In 2021, even books benefit from technical help to grab attention.
University of the Arts Design Director Ryan Penn and Media Content Director Kevin Merinsky wanted to create a way of engaging potential students that reflected the work happening at its Center for Immersive Media.
The center opened in 2019 as a flexible space for students and faculty to experiment with technology in art. It invites students to explore the fields of virtual and mixed reality, audio, performance motion-capture and human-computer interaction through collaboration across the arts, science and medicine industries.
Creating a guidebook with augmented reality capabilities made for an apt representation, the directors decided. The result is a digital component to a printed work that’s usually distributed to high schools. After opening ar.uarts.edu on your phone, hover the camera over a page and three-dimensional dancers might pop up. Or, you can watch an interview with a current student about why they chose to attend UArts.
“From a storytelling point, we wanted to distinguish ourselves from other institutions and wanted to use a digital component with motion sequences that just aren’t able to happen in a printed piece,” Penn told Technical.ly. In a play for more engagement with the resource, the design team wanted people reading the book to “experience this extra content without leaving this experience.”
With augmented reality, Merinsky saw a way to create greater access for individuals hoping to learn about UArts remotely. Designing content for this new type of guidebook presented its own challenges.
“This is not something that you can easily implement anywhere quickly,” he said. “We didn’t want people to have to install an application on their phone. We felt that would be a barrier to this experience. We put all of our eggs in the basket for a web-based application.”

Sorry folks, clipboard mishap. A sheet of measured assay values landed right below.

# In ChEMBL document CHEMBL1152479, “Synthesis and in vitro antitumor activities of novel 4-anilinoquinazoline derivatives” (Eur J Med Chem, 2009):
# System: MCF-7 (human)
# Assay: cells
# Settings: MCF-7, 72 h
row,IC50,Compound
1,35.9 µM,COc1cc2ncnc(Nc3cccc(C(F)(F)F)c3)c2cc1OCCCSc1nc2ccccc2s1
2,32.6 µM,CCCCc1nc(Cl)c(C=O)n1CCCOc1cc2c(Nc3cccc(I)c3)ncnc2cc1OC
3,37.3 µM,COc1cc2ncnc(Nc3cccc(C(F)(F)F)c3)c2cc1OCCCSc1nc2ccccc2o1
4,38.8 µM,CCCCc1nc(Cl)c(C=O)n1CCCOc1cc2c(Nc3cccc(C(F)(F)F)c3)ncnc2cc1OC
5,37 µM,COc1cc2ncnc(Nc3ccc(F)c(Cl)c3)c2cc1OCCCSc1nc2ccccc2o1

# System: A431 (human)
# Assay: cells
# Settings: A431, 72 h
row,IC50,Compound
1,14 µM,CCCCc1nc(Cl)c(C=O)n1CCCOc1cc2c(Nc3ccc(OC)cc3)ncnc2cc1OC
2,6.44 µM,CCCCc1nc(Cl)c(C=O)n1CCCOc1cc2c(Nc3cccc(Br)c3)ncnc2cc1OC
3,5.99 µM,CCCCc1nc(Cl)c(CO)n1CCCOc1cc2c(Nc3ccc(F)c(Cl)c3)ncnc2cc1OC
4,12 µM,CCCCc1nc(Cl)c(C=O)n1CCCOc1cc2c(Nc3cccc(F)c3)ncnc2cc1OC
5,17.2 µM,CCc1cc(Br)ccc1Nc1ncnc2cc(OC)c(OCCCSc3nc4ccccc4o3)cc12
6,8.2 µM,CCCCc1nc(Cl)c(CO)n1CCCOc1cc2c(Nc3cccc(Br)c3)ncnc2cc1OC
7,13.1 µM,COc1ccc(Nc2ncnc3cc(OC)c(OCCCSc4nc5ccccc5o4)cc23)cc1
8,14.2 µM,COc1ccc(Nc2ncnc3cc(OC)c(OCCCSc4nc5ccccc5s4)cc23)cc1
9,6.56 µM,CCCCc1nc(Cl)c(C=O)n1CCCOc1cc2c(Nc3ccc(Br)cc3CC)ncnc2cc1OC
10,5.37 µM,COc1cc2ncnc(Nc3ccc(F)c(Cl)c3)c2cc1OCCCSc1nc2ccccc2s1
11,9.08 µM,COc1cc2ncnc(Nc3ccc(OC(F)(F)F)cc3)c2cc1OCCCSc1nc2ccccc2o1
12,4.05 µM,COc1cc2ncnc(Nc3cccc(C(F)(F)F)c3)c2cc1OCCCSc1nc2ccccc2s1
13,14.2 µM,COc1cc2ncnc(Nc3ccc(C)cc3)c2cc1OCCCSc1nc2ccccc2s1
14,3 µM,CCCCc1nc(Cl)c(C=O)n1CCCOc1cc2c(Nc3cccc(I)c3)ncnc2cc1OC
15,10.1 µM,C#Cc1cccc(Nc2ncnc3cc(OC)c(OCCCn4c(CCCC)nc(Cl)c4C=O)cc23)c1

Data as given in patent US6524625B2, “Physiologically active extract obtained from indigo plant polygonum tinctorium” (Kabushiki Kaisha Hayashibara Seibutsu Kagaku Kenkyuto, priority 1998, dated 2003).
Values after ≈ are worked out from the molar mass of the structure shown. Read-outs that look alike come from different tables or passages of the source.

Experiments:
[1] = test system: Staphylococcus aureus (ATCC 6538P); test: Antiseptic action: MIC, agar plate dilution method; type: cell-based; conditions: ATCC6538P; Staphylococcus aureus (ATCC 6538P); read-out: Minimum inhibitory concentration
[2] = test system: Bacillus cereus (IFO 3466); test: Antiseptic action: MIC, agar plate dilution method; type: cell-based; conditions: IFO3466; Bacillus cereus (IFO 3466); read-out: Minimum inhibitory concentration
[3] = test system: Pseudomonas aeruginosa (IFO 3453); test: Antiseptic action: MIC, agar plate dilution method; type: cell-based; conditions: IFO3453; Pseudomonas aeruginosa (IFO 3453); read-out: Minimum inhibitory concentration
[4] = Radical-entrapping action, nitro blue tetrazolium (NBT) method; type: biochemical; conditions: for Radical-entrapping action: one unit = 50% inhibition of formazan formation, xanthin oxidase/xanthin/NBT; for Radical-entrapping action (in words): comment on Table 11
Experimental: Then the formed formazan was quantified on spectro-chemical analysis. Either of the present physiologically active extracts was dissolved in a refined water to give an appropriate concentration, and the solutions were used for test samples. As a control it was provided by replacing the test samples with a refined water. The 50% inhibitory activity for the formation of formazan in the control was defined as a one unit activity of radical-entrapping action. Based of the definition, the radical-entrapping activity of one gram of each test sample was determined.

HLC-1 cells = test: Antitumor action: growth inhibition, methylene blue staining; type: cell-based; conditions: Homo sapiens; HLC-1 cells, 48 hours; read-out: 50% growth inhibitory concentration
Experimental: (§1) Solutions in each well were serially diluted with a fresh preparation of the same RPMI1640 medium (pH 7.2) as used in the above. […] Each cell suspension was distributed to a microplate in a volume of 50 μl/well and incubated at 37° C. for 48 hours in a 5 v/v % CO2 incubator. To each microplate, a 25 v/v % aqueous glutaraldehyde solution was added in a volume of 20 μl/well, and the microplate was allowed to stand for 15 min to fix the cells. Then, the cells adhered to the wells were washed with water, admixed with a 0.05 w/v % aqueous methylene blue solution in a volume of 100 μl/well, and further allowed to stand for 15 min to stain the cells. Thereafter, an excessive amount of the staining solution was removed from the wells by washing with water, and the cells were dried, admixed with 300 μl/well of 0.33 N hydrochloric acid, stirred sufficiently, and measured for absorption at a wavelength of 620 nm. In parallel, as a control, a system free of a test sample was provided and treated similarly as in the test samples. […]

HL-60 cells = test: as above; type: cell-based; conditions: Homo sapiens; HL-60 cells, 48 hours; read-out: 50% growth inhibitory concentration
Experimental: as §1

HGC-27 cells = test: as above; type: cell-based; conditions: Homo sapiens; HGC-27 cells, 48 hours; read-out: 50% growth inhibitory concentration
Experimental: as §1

Penn agreed and added that DEI advocacy and accessibility to resources are both top priorities at UArts, and having a web-based application as a guidebook has aligned with those ideas. Even better, they could involve current UArts students in developing it.
The pandemic accelerated a trend that Merinsky and his colleagues were already seeing in past few years. The strategies needed to create an augmented reality guidebook had already been considered, he said, but with people being separated during the pandemic, having a way for them to experience places not near them — in this case, potential students who live in faraway states, for instance — became that much more important.
Penn noted that this is may be the first moment many users experience augmented reality, even though it’s more accessible than virtual reality. With VR, an Oculus headset can give users an immersive visual experience, but they need to have that hardware to see it. With augmented reality, users only need their smartphones.
For the UArts students who helped work on the guidebook, the design director hopes the project can pique their interest in the potential of augmented reality to improve our lives. He said the students have been resilient after 18 months of remote learning and remain focused on their goals. That camaraderie fueled Penn’s work on the guidebook, which he hopes further develops in the years to come.
“There’s often a fear in developing new technologies,” Penn said. “We weren’t sure if we could pull it off in the beginning of this project. For students to see it behind the scenes and come to fruition, they’ll be more interested in developing technologies.”Michael Butler is a 2020-2022 corps member for Report for America, an initiative of The Groundtruth Project that pairs young journalists with local newsrooms. This position is supported by the Lenfest Institute for Journalism.
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